Supreme Court decision acknowledges Aboriginal title over Tsilhqot'in First Nation land

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The Tsilhqot'in First Nation won a landmark victory today. A Supreme Court of Canada decision granted the B.C. First Nation Aboriginal title over a wide area of traditional territory.

The unanimous 8-0 decision, gives the Tsilhqot'in First Nation rights to more than 1,700 square kilometers of land. The group now has rights to the land, the right to use the land and the right to profit from the land.

The Canadian Press reports that the ruling is the Supreme Court's first on Aboriginal title and can be used as a precedent wherever there are unresolved land claims.

In 2012, the B.C. Court of Appeal granted the Tsilhqot'in rights to hunt, trap and trade in its traditional territory, but agreed with both the federal and provincial governments that the Tsilhqot'in must indicate specific sites where its people had lived instead of claiming a broad area.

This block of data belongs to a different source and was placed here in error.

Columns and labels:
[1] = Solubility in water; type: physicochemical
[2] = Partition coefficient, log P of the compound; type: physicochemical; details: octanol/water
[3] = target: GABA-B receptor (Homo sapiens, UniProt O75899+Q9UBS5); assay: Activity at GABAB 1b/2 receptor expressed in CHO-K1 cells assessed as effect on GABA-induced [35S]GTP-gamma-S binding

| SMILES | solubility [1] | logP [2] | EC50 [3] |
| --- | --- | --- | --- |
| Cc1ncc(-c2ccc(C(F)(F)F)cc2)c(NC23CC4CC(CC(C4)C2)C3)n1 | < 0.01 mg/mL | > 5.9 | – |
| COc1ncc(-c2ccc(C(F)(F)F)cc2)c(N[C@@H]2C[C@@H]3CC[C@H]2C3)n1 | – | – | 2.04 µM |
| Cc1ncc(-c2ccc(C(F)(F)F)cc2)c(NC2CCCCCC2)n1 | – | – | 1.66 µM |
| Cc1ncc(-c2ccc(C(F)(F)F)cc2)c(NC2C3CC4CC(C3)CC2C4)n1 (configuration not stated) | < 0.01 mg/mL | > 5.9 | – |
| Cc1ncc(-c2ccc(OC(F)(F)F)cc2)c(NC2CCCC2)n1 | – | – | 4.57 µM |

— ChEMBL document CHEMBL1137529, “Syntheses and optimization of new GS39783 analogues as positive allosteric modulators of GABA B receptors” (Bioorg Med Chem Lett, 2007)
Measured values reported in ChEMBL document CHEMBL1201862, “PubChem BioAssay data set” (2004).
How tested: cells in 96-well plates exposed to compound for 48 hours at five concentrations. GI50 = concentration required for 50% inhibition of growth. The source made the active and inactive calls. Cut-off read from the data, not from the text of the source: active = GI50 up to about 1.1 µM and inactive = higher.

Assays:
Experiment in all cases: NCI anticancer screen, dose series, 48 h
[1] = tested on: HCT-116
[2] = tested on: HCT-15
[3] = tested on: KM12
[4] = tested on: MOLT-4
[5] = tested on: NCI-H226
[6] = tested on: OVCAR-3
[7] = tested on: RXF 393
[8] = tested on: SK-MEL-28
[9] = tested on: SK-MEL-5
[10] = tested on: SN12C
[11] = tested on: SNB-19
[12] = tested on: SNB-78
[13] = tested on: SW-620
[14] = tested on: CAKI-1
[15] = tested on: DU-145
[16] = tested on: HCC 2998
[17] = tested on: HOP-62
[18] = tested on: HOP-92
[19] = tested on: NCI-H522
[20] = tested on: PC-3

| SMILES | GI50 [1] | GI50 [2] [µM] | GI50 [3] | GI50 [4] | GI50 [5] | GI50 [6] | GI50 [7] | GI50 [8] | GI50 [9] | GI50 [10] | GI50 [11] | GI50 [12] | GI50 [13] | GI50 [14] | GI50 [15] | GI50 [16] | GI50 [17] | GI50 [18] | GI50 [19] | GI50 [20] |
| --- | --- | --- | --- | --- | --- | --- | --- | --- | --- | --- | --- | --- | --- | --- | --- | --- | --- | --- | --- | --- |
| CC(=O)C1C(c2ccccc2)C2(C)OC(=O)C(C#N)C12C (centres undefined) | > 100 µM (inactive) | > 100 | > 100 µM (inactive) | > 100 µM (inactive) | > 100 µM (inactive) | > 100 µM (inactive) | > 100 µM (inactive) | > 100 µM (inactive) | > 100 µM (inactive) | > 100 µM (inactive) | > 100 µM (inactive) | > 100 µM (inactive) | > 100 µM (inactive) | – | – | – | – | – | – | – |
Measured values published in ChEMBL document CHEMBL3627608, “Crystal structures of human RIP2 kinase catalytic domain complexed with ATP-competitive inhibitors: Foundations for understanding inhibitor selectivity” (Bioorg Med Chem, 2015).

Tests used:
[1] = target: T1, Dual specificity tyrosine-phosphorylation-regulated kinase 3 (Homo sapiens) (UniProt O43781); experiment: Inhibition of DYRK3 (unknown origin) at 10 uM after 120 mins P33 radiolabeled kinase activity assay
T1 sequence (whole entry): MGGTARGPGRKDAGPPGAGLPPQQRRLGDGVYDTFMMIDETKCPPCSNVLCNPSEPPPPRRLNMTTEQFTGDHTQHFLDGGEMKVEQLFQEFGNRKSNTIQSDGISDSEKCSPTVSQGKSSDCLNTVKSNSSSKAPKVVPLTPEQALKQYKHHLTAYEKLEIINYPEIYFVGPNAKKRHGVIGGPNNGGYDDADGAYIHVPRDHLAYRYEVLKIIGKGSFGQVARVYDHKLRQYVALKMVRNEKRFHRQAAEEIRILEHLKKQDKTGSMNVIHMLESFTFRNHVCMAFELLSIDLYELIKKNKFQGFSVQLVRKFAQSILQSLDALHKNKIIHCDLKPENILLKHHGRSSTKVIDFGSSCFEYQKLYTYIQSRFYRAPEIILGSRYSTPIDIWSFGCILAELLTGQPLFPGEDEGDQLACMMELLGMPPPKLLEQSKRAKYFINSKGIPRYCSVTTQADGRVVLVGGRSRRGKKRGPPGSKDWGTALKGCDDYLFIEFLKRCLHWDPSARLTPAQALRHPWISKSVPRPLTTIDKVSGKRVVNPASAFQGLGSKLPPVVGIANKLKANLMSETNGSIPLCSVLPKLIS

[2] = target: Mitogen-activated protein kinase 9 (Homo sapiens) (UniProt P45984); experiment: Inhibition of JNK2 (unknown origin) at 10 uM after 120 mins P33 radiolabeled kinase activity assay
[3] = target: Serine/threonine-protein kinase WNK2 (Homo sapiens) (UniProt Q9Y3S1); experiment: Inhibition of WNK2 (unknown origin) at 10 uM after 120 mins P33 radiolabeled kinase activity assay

The decision was met with criticism from Tsilhqot'in First Nation, which argued that the group had traditionally never resided permanently in one area of the land and that the government had failed to consider their traditional way of life. 

The decision by the Supreme Court of Canada says that governments must meet one of two criteria before conducting economic development on Aboriginal land. 

In an interview with, Chief Russell Ross Myers of the Yunesit'in Government said that he is delighted and relieved that the Tsilhqot'in have received aboriginal title to the land.

"It was long overdue. Our nation has been in this struggle for the last 25 years. It's a relief for our leadership right now," he said. 

You can read more about the Tsilhqot'in decision here.

For more coverage of Indigenous issues, check out our Indigenous issues page.


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Miriam Katawazi is a fourth-year journalism and human rights student at Carleton University and rabble's news intern. She has a strong passion for human rights and social justice in Canada and across the world. Her writing focuses on health, labour, education and human rights beats. 


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